Quick games

Games are very quick, at least if you only play against one AI player, so it's an ideal game to play when you're waiting for something else or when you don't have the time to commit 3 hours to a World of Warcraft raid (not that I've ever participated in a WoW raid but I suspect it'd take some time :))


The game has local and online multiplayer so you're able to challenge other human players (just like the actual board game). You'd be surprised how many conversions of board games on Steam don't include multiplayer and only allow you to play against bots...

Family friendly

The original board game is a family friendly board game and so is this. Perfect if you're a father or mother and concerned about games with mature themes or violence being played in the background. If you have older kids, you can even play the game with them thanks to the aforementioned multiplayer!

Game modes

There are plenty of game modes that change the rules of the game and some of these have been provided free by Days of Wonder (cheers guys). Others (especially expansions set on different continents) require you to pay for the DLC.


If you're motivated by achievements then there are a lot of in-game achievements to collect (which also translate into Steam achievements as well).

What I dislike:

Music can get grating after a while

Especially the music that plays for the standard USA map - argh! I do like Scott Joplin's "The Easy Winners" for the main menu theme though (or at least I think it's "The Easy Winners" - it sounds very similar).

Occasional flickering and graphical glitches

On my system the game frequently flickers and there are occasional graphical glitches. They're no showstoppers but it's still annoying.

Wouldn't you rather play the actual board game?

Sure the digital version takes less space, is quick to setup and you can play with people from all across the world - so it's definitely convenient. But like playing at a LAN, playing online isn't quite the same as playing in person :).

Score – 7/10 (Good)

Ticket to Ride is a faithful rendition of the popular board game that is enjoyed by millions of people around the world. It comes jam-packed with lots of modes and expansions (provided you can dish out the money for them). Besides the occasional graphical glitches and the questionable choice of music at times, there's a lot to recommend if you're on the lookout for a family friendly board game... but on Steam!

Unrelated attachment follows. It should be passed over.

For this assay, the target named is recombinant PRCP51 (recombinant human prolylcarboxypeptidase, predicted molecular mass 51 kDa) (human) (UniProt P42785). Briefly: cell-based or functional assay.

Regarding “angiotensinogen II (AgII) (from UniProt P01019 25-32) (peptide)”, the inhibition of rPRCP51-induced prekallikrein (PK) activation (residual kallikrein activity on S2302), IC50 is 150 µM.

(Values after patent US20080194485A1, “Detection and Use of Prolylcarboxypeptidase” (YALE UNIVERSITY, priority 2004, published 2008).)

Is the game worth $9.99 USD?: Yes, the game is bound to provide hours of fun just like the actual board game. If you can get the game on sale (like it is now) it'd be worth grabbing all the DLC too.

If you like this game, you might like…

[ LINK: Official Ticket to Ride Website ]

Saturday, July 2, 2016

June 2016 Game Giveaway - King's Quest: The Complete Collection

King's Quest The Complete Collection is up for grabs!

Back in the day when people still used to read print magazines (i.e. before the 2000s), I used to love reading a British PC gaming magazine simply called "PC Review". Unfortunately, the magazine is no longer in print but one of the neat things they did was a monthly giveaway or contest where you would have to answer a question, submit your answer by snail mail (yes, snail mail) and then the correct entries would go into a sort of raffle. If you were lucky enough, you'd be one of a few that would win a free game and have your name in print in next month's edition of PC Review. You could imagine my surprise when I found out I won a copy of Sid Meier's Colonization this way; I suspect it was less surprising than PC Review realising they had a loyal reader from Abu Dhabi in the United Arab Emirates reading their magazine though!

So which games did PC Review choose to have in their giveaways? Well usually the game that rated best that month; ones that were given the badge of "PC Review Recommended". I basically want to start an informal contest similar to what PC Review did where each month. The best rated game on Choicest Games will be a prize for whoever can submit the correct answer to a question I will pose (related to the game and its review). In the case of a tie, the winner will be randomly selected from all correct responses.

What are the rules for the contest? Not much. Anyone can join so long as you make sure you only submit one entry per person (don't be greedy now :)) and that you provide some means for me to send your gift. I'll also need a name or nickname to address you by when I announce you as winner on the blog.

So for the month of June 2016, the highest rated game on the blog was King's Quest - Chapter 3: Once Upon a Climb with 8/10. I'm going to be extra generous for this first contest though as the winner will receive King's Quest The Complete Collection (which is usually $29.99 USD - although cheaper at the moment thanks to the Steam sale).

All you have to do is answer the question and fill out your details on the SurveyMonkey form below and you're in the contest!

Entries close at 11:00pm 15 July 2016 Australian Western Standard Time (AWST).

(Also, the judge's decision, i.e. me, is final :). Let's keep this fun and informal please. If at any stage it doesn't I'll be closing down these contests :). Also, if it turns out nobody actually enters the contest, there'll probably be no reason to do another!)

Good luck!